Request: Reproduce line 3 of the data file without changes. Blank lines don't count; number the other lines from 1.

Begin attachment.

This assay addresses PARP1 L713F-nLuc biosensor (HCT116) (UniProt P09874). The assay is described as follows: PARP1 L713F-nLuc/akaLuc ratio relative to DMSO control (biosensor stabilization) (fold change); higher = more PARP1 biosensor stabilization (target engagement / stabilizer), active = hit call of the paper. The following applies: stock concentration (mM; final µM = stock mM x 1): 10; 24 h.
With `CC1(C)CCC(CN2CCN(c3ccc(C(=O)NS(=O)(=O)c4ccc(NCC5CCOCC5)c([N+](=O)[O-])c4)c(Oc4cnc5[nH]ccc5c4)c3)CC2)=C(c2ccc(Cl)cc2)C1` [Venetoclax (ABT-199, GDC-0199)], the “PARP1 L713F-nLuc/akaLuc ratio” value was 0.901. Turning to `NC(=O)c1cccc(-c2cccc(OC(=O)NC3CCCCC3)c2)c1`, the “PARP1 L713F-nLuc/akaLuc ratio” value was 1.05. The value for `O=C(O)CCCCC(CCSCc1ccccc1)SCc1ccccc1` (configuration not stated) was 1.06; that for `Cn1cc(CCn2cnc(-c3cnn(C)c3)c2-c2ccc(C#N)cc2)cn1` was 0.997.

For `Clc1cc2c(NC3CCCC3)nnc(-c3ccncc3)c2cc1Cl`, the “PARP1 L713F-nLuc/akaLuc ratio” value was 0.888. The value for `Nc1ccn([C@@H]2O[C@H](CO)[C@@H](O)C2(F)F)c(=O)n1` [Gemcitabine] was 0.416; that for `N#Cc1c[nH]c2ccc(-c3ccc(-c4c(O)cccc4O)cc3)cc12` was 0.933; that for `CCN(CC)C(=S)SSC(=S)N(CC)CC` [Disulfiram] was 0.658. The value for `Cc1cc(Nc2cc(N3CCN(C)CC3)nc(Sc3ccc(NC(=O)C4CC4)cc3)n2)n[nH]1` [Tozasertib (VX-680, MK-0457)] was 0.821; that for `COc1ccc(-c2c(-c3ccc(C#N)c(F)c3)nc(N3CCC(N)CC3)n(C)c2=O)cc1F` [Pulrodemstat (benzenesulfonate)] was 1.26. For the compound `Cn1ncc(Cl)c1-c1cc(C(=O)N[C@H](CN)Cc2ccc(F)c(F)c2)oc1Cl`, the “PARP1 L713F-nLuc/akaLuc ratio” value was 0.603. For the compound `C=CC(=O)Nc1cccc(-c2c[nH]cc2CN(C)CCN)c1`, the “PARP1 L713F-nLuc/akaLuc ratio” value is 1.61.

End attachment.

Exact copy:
For `Clc1cc2c(NC3CCCC3)nnc(-c3ccncc3)c2cc1Cl`, the “PARP1 L713F-nLuc/akaLuc ratio” value was 0.888. The value for `Nc1ccn([C@@H]2O[C@H](CO)[C@@H](O)C2(F)F)c(=O)n1` [Gemcitabine] was 0.416; that for `N#Cc1c[nH]c2ccc(-c3ccc(-c4c(O)cccc4O)cc3)cc12` was 0.933; that for `CCN(CC)C(=S)SSC(=S)N(CC)CC` [Disulfiram] was 0.658. The value for `Cc1cc(Nc2cc(N3CCN(C)CC3)nc(Sc3ccc(NC(=O)C4CC4)cc3)n2)n[nH]1` [Tozasertib (VX-680, MK-0457)] was 0.821; that for `COc1ccc(-c2c(-c3ccc(C#N)c(F)c3)nc(N3CCC(N)CC3)n(C)c2=O)cc1F` [Pulrodemstat (benzenesulfonate)] was 1.26. For the compound `Cn1ncc(Cl)c1-c1cc(C(=O)N[C@H](CN)Cc2ccc(F)c(F)c2)oc1Cl`, the “PARP1 L713F-nLuc/akaLuc ratio” value was 0.603. For the compound `C=CC(=O)Nc1cccc(-c2c[nH]cc2CN(C)CCN)c1`, the “PARP1 L713F-nLuc/akaLuc ratio” value is 1.61.